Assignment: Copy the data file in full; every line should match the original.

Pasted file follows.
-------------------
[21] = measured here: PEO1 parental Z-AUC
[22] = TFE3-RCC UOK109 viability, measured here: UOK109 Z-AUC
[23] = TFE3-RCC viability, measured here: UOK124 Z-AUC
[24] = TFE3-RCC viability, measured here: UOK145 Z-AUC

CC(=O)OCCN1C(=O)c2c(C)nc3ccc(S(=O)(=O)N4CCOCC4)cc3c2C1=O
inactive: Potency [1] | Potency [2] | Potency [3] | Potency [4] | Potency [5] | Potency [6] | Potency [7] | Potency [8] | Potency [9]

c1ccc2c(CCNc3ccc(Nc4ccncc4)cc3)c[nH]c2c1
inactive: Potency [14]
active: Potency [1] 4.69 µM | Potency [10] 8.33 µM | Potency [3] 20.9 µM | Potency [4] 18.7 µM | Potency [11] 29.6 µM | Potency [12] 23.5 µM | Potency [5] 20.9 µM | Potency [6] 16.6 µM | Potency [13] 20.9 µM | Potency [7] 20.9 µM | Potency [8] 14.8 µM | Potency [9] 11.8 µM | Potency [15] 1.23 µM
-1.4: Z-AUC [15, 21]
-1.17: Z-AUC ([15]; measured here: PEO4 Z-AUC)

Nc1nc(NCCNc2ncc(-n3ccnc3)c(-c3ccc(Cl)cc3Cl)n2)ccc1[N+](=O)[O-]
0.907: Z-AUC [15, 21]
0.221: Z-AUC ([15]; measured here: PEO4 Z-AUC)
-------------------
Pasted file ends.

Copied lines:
[21] = measured here: PEO1 parental Z-AUC
[22] = TFE3-RCC UOK109 viability, measured here: UOK109 Z-AUC
[23] = TFE3-RCC viability, measured here: UOK124 Z-AUC
[24] = TFE3-RCC viability, measured here: UOK145 Z-AUC

CC(=O)OCCN1C(=O)c2c(C)nc3ccc(S(=O)(=O)N4CCOCC4)cc3c2C1=O
inactive: Potency [1] | Potency [2] | Potency [3] | Potency [4] | Potency [5] | Potency [6] | Potency [7] | Potency [8] | Potency [9]

c1ccc2c(CCNc3ccc(Nc4ccncc4)cc3)c[nH]c2c1
inactive: Potency [14]
active: Potency [1] 4.69 µM | Potency [10] 8.33 µM | Potency [3] 20.9 µM | Potency [4] 18.7 µM | Potency [11] 29.6 µM | Potency [12] 23.5 µM | Potency [5] 20.9 µM | Potency [6] 16.6 µM | Potency [13] 20.9 µM | Potency [7] 20.9 µM | Potency [8] 14.8 µM | Potency [9] 11.8 µM | Potency [15] 1.23 µM
-1.4: Z-AUC [15, 21]
-1.17: Z-AUC ([15]; measured here: PEO4 Z-AUC)

Nc1nc(NCCNc2ncc(-n3ccnc3)c(-c3ccc(Cl)cc3Cl)n2)ccc1[N+](=O)[O-]
0.907: Z-AUC [15, 21]
0.221: Z-AUC ([15]; measured here: PEO4 Z-AUC)